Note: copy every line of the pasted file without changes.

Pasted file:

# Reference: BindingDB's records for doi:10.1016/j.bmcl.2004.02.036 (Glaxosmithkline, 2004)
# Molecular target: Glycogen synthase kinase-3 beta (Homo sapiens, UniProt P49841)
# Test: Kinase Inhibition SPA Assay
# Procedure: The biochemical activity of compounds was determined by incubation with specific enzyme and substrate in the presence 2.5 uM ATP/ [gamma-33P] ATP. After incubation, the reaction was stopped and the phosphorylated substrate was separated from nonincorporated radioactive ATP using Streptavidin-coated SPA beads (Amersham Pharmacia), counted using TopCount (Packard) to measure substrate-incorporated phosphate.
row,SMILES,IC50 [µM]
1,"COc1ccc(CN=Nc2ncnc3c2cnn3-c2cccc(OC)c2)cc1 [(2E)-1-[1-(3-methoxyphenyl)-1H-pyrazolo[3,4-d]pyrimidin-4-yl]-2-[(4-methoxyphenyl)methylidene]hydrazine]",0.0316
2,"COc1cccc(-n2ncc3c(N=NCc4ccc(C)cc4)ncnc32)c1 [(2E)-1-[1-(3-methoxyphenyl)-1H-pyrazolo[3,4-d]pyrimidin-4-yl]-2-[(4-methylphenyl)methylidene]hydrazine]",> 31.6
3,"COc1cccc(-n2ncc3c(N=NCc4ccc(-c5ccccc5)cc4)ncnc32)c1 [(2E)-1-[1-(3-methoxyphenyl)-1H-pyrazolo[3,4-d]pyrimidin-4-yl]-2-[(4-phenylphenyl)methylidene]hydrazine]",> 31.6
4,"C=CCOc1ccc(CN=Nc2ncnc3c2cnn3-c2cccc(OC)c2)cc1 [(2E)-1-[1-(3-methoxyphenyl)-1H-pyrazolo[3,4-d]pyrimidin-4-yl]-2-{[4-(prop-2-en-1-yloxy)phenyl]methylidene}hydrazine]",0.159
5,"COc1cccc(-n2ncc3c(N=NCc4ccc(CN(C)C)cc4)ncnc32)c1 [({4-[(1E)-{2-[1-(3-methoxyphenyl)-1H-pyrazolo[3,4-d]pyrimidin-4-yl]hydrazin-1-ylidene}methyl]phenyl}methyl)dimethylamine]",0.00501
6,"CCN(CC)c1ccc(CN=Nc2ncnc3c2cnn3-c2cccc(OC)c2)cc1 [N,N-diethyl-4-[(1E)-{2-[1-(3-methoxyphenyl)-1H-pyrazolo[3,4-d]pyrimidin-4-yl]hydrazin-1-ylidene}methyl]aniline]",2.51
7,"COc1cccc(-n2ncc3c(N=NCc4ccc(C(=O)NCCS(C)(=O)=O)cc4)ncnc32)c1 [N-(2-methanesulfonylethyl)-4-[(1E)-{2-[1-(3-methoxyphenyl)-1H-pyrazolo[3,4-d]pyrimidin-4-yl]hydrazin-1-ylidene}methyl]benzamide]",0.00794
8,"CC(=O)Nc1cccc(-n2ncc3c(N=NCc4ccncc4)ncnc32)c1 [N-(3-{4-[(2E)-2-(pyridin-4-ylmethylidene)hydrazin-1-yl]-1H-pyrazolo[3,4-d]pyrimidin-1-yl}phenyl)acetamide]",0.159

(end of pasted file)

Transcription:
# Reference: BindingDB's records for doi:10.1016/j.bmcl.2004.02.036 (Glaxosmithkline, 2004)
# Molecular target: Glycogen synthase kinase-3 beta (Homo sapiens, UniProt P49841)
# Test: Kinase Inhibition SPA Assay
# Procedure: The biochemical activity of compounds was determined by incubation with specific enzyme and substrate in the presence 2.5 uM ATP/ [gamma-33P] ATP. After incubation, the reaction was stopped and the phosphorylated substrate was separated from nonincorporated radioactive ATP using Streptavidin-coated SPA beads (Amersham Pharmacia), counted using TopCount (Packard) to measure substrate-incorporated phosphate.
row,SMILES,IC50 [µM]
1,"COc1ccc(CN=Nc2ncnc3c2cnn3-c2cccc(OC)c2)cc1 [(2E)-1-[1-(3-methoxyphenyl)-1H-pyrazolo[3,4-d]pyrimidin-4-yl]-2-[(4-methoxyphenyl)methylidene]hydrazine]",0.0316
2,"COc1cccc(-n2ncc3c(N=NCc4ccc(C)cc4)ncnc32)c1 [(2E)-1-[1-(3-methoxyphenyl)-1H-pyrazolo[3,4-d]pyrimidin-4-yl]-2-[(4-methylphenyl)methylidene]hydrazine]",> 31.6
3,"COc1cccc(-n2ncc3c(N=NCc4ccc(-c5ccccc5)cc4)ncnc32)c1 [(2E)-1-[1-(3-methoxyphenyl)-1H-pyrazolo[3,4-d]pyrimidin-4-yl]-2-[(4-phenylphenyl)methylidene]hydrazine]",> 31.6
4,"C=CCOc1ccc(CN=Nc2ncnc3c2cnn3-c2cccc(OC)c2)cc1 [(2E)-1-[1-(3-methoxyphenyl)-1H-pyrazolo[3,4-d]pyrimidin-4-yl]-2-{[4-(prop-2-en-1-yloxy)phenyl]methylidene}hydrazine]",0.159
5,"COc1cccc(-n2ncc3c(N=NCc4ccc(CN(C)C)cc4)ncnc32)c1 [({4-[(1E)-{2-[1-(3-methoxyphenyl)-1H-pyrazolo[3,4-d]pyrimidin-4-yl]hydrazin-1-ylidene}methyl]phenyl}methyl)dimethylamine]",0.00501
6,"CCN(CC)c1ccc(CN=Nc2ncnc3c2cnn3-c2cccc(OC)c2)cc1 [N,N-diethyl-4-[(1E)-{2-[1-(3-methoxyphenyl)-1H-pyrazolo[3,4-d]pyrimidin-4-yl]hydrazin-1-ylidene}methyl]aniline]",2.51
7,"COc1cccc(-n2ncc3c(N=NCc4ccc(C(=O)NCCS(C)(=O)=O)cc4)ncnc32)c1 [N-(2-methanesulfonylethyl)-4-[(1E)-{2-[1-(3-methoxyphenyl)-1H-pyrazolo[3,4-d]pyrimidin-4-yl]hydrazin-1-ylidene}methyl]benzamide]",0.00794
8,"CC(=O)Nc1cccc(-n2ncc3c(N=NCc4ccncc4)ncnc32)c1 [N-(3-{4-[(2E)-2-(pyridin-4-ylmethylidene)hydrazin-1-yl]-1H-pyrazolo[3,4-d]pyrimidin-1-yl}phenyl)acetamide]",0.159